To check your capacity for emotional bandwidth, consider whether you feel irritable or frustrated consistently. Are you craving alone time? Or do you feel optimistic and confident? Do you feel drawn to socializing or collaborative work, or in need of a recharge away from projects? The next time you consider squeezing in another task, take stock of your emotional bandwidth.

Make room for mental energy

While the post-lockdown discourse on work shows signs of hope, the prevailing work culture still fetishizes overwork and grinding optimization. Even though much of our work today—thanks to the ballooning service and information sectors—requires critical thinking and systems analysis. “We’re keeping those [mental] tabs open. And that becomes very overwhelming and exhausting,” Jadah Sellner, author of the new book She Builds, says.

Our focus on optimization squeezes out the time needed to reflect and analyze. In fact, when we focus on a series of tasks, one after another, our brains won’t activate a circuit known as the default mode network (DMN). While in DMN, the brain “activates old memories, goes back and forth between the past, present, and future, and recombines different ideas,” writes Dr. Srini Pillay, founder of NeuroBusiness Group. Without engaging DMN regularly, we might be able to push through our to-do lists, but we won’t be able to do much creative thinking or analysis.

Consider whether it’s challenging to solve problems or connect ideas to take stock of your mental energy. Have you allowed enough time for brainstorming and reflection? Before taking on another project, account for your mental energy levels.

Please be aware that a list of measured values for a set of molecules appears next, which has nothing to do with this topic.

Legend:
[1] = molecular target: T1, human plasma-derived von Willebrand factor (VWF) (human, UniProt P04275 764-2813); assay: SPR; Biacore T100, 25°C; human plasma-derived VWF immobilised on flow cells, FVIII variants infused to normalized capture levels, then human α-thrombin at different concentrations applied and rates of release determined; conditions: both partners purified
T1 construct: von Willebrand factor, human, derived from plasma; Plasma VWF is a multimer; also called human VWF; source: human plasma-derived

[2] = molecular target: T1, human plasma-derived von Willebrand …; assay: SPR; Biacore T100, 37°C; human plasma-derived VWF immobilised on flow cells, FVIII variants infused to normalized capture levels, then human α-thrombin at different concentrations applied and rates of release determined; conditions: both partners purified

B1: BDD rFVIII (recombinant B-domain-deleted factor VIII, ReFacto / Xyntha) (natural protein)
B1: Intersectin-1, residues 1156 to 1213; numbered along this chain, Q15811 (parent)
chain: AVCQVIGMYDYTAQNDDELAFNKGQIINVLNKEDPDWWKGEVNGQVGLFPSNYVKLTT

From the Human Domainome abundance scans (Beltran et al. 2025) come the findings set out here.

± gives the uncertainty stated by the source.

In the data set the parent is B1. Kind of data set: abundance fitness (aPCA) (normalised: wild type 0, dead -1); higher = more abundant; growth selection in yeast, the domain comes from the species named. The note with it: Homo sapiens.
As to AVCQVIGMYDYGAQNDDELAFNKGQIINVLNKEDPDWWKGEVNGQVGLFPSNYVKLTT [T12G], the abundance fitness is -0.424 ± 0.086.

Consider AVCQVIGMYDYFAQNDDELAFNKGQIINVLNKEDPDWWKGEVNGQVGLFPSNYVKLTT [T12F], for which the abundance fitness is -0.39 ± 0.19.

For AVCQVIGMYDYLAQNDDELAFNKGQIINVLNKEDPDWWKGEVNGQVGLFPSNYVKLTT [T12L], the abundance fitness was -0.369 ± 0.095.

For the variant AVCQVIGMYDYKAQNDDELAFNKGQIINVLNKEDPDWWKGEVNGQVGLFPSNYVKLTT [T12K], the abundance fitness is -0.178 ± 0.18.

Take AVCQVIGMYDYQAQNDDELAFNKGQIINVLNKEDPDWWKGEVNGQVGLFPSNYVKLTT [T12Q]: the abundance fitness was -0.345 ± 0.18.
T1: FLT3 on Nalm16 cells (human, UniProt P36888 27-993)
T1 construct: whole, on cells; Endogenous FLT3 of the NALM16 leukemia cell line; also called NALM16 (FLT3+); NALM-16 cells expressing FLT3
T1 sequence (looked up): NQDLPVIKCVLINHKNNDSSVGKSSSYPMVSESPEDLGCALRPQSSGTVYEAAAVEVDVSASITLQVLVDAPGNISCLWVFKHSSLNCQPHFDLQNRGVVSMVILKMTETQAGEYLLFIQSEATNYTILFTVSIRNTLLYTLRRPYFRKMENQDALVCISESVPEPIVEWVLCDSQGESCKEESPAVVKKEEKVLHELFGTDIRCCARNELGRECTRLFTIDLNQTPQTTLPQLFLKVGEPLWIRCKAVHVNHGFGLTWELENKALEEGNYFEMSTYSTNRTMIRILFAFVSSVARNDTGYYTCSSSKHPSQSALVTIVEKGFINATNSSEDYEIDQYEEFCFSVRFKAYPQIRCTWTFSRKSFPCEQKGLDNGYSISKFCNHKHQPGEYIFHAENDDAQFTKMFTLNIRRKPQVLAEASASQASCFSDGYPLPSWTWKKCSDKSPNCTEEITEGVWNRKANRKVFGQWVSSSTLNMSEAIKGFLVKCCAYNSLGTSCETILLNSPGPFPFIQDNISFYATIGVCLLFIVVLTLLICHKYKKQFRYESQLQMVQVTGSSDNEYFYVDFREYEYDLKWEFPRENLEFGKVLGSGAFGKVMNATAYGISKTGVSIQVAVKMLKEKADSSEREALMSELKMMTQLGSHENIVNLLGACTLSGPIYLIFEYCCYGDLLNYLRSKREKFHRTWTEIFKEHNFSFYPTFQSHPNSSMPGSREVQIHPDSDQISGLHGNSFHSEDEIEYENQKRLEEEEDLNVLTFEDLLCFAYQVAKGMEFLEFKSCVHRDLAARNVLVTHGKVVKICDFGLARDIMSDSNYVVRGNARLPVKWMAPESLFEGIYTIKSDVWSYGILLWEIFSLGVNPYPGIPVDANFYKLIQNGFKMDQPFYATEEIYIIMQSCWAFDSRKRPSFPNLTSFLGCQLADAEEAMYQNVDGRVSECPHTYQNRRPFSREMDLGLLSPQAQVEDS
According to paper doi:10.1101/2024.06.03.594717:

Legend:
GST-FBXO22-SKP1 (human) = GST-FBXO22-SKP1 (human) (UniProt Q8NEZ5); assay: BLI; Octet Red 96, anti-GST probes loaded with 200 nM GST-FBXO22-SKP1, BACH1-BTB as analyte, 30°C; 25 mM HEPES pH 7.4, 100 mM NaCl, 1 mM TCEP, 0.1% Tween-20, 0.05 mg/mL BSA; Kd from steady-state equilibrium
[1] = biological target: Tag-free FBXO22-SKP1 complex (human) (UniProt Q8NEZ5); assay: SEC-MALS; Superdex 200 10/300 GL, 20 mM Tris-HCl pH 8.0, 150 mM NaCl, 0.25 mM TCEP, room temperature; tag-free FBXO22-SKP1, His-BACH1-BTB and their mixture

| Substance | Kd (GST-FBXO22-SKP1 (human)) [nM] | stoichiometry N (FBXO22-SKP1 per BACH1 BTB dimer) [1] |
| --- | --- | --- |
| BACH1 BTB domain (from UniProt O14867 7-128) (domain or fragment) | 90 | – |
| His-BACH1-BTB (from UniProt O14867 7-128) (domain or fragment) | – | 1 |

Seek social support

Jadah Sellner, the coach and author, was on a deadline for her book while running a group coaching program and producing a podcast. Sellner directed her full capacity toward work. Then, in quick succession, Sellner experienced three devastating losses. Her father, dog, and younger brother all passed away within six months.

Even while she was writing an anti-hustle culture book, she said her first instinct was to push through and keep working. But Sellner dug into her values and realized she needed help.

Sellner knew that mutual support is one of her core values. So instead of hiding her grief, Sellner put her book on hold, asked friends and team members to help support her clients, and devoted herself to supporting her family.

Our ability to receive help is a critical part of our capacity—and one we often ignore. A job well done doesn’t happen alone. It’s the product of a network of people, whether their contributions are direct or indirect. Sellner knew that grief was its own project that would require all of her resources, including the social support she’s intentionally cultivated.

To take stock of your access to social support, consider whether you share openly with your friends, colleagues, or family. Are you always the one listening and rarely the one asking for help? Or do you have relationships with people you can rely on, not only in a pinch but also for the simple needs of daily life? The next time you consider a request, consider who you might ask for reinforcement.

Find fuel for a full tank

Finally, remember that work isn’t the only thing that impacts capacity. We easily misjudge our capabilities “because we’re not converting our personal dreams, goals, and aspirations into actual projects,” Charlie Gilkey, co-founder of Productive Flourishing, says. As a result, “we become really great workers who are husks of full people.”

Instead of asking whether you can squeeze in another task, ask yourself, “Do I have what I need to do this well?” Managing yourself or others in a way that supports better, more satisfying work requires accounting for your capacity across many dimensions. It’s often possible to push through and check items off the list even when you’re feeling drained.

But being confident you can do work you’re proud of? That requires a full tank of gas.

Tara McMullin is the author of What Works: A Comprehensive Framework to Change the Way We Approach Goal-Setting. She’s also the host of What Works, a podcast for humans navigating the 21st-century economy.